For those who simply must have one, Apple iPad 10.2 is more than enough iPad

The Apple iPad 10.2 is a bit of an outlier in the iPad line-up. It stands out, and perhaps that was not the intent. This can be identified as the most inexpensive iPad. Inexpensive is a relative term, but this is the only one that now still clings on to the older design language, complete with the home button below the screen. Yet, by avoiding wholesale changes and therefore not registering a significant possible inflation on the price tag, this may just have kept that trump card (or two) up its sleeve. This is still a great iPad for anyone who does not want to spend more on the Air or the Pro lines, for someone buying an iPad for the first time, a second screen alongside the work laptop for video calls or perhaps for the kids as classes on Zoom and Microsoft Teams continue to be the norm.

You can, as always, have this in the Wi-Fi and Wi-Fi + Cellular variants. The Wi-Fi only option costs 30,900 (64GB) and 44,900 (256GB). If you want mobile data as well, that will set you back by 42,900 (64GB) and 56,900 (256GB). It is all very similar to last year’s price tags, something seen in this year’s Apple iPhone 13 series as well. There is a slight overlap on certain variants with the latest generation iPad Mini (prices start 46,900) but largely hands over the baton to the iPad Air (prices start 54,900) as the price stakes become more serious.

The headline improvements, compared with last year’s iPad, include a new 12-megapixel ultrawide FaceTime camera with the ability to follow you around a bit, more storage for the base variant now at 64GB instead of 32GB and a True Tone display which alters the visual tone according to the ambient lighting. The processor has been given a boost as well, albeit it is now the A13 Bionic which succeeds the A12 Bionic.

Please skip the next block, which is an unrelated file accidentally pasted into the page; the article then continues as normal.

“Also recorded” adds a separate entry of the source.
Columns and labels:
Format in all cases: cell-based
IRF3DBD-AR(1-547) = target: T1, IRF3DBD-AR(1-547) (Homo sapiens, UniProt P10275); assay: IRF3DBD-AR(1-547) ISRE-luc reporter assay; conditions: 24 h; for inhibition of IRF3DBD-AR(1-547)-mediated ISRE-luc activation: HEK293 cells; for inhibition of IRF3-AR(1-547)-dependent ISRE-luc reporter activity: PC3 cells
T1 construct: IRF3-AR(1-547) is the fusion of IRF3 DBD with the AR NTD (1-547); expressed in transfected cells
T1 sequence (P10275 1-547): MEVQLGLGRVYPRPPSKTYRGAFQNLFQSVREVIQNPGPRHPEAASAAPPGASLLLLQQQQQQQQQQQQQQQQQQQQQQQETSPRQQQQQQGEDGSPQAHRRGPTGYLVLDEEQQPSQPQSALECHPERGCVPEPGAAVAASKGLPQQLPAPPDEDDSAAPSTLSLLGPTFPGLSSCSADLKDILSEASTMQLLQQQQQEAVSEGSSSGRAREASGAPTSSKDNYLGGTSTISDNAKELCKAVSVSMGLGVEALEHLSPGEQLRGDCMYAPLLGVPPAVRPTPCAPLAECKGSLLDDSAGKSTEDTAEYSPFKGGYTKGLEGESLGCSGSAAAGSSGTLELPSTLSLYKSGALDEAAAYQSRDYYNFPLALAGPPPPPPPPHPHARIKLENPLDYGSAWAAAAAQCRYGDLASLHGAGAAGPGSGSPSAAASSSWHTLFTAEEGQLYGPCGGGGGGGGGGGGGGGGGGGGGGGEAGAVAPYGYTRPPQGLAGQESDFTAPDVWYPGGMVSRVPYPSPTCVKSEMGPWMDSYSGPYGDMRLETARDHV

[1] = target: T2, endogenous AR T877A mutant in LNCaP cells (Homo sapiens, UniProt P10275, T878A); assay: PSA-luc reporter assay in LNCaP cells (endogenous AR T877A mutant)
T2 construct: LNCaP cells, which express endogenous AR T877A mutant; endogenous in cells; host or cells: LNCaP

A13 Bionic was first seen in the Apple iPhone 11 series in 2019. It is not the latest generation processor. But why is it now being used for the new iPad? It is not difficult to understand that for the sort of workflow and tasks this iPad is being positioned for, it will likely be more than enough. After all, no one is complaining that their iPhone 11 has slowed down. There is a definite longevity about Apple’s own chips.

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As an entry-spec iPad, it is still quite powerful. This will have more than enough grunt, and hold steady for the next few years, as a tool for your child’s online classroom, your second screen for Zoom calls through the day, a Netflix binging or an occasional gaming device and can make do as a laptop replacement considering its compatible with the Smart Keyboard as well. As a first iPad for many users, it will make absolute sense. There is no dramatic power upgrade to be felt, but scenarios such as switching apps or jumping between Safari tabs is snappier. And you will feel these changes the more you integrate the iPad into your routine.